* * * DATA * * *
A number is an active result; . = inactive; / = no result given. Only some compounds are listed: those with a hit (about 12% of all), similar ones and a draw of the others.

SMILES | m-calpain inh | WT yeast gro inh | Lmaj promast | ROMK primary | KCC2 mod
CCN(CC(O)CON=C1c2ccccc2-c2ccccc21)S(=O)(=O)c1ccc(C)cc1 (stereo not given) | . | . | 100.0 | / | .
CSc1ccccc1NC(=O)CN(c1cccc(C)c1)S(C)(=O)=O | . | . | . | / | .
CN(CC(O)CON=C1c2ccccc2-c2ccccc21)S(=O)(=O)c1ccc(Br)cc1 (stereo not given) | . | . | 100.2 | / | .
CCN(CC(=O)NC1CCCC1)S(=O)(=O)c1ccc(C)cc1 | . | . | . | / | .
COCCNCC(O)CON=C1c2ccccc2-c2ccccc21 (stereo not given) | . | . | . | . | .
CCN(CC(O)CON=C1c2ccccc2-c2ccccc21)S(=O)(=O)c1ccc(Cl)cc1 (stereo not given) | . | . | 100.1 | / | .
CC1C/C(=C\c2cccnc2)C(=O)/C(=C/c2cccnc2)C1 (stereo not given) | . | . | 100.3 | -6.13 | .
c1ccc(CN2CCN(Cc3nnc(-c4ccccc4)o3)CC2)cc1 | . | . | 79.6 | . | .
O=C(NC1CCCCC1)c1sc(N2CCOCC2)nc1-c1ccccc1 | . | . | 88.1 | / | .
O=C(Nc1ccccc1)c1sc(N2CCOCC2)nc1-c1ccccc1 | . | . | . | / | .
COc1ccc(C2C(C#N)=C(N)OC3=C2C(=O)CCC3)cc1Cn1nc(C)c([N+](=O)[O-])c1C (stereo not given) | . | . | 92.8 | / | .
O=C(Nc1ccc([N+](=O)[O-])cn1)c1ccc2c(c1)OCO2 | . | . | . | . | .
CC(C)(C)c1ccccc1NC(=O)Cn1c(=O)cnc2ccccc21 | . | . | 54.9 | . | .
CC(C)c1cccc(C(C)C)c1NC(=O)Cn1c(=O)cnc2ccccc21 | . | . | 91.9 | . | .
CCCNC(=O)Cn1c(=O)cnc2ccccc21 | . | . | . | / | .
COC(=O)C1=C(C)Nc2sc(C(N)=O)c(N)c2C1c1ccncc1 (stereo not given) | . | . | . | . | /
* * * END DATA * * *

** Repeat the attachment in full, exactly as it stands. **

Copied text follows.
A number is an active result; . = inactive; / = no result given. Only some compounds are listed: those with a hit (about 12% of all), similar ones and a draw of the others.

SMILES | m-calpain inh | WT yeast gro inh | Lmaj promast | ROMK primary | KCC2 mod
CCN(CC(O)CON=C1c2ccccc2-c2ccccc21)S(=O)(=O)c1ccc(C)cc1 (stereo not given) | . | . | 100.0 | / | .
CSc1ccccc1NC(=O)CN(c1cccc(C)c1)S(C)(=O)=O | . | . | . | / | .
CN(CC(O)CON=C1c2ccccc2-c2ccccc21)S(=O)(=O)c1ccc(Br)cc1 (stereo not given) | . | . | 100.2 | / | .
CCN(CC(=O)NC1CCCC1)S(=O)(=O)c1ccc(C)cc1 | . | . | . | / | .
COCCNCC(O)CON=C1c2ccccc2-c2ccccc21 (stereo not given) | . | . | . | . | .
CCN(CC(O)CON=C1c2ccccc2-c2ccccc21)S(=O)(=O)c1ccc(Cl)cc1 (stereo not given) | . | . | 100.1 | / | .
CC1C/C(=C\c2cccnc2)C(=O)/C(=C/c2cccnc2)C1 (stereo not given) | . | . | 100.3 | -6.13 | .
c1ccc(CN2CCN(Cc3nnc(-c4ccccc4)o3)CC2)cc1 | . | . | 79.6 | . | .
O=C(NC1CCCCC1)c1sc(N2CCOCC2)nc1-c1ccccc1 | . | . | 88.1 | / | .
O=C(Nc1ccccc1)c1sc(N2CCOCC2)nc1-c1ccccc1 | . | . | . | / | .
COc1ccc(C2C(C#N)=C(N)OC3=C2C(=O)CCC3)cc1Cn1nc(C)c([N+](=O)[O-])c1C (stereo not given) | . | . | 92.8 | / | .
O=C(Nc1ccc([N+](=O)[O-])cn1)c1ccc2c(c1)OCO2 | . | . | . | . | .
CC(C)(C)c1ccccc1NC(=O)Cn1c(=O)cnc2ccccc21 | . | . | 54.9 | . | .
CC(C)c1cccc(C(C)C)c1NC(=O)Cn1c(=O)cnc2ccccc21 | . | . | 91.9 | . | .
CCCNC(=O)Cn1c(=O)cnc2ccccc21 | . | . | . | / | .
COC(=O)C1=C(C)Nc2sc(C(N)=O)c(N)c2C1c1ccncc1 (stereo not given) | . | . | . | . | /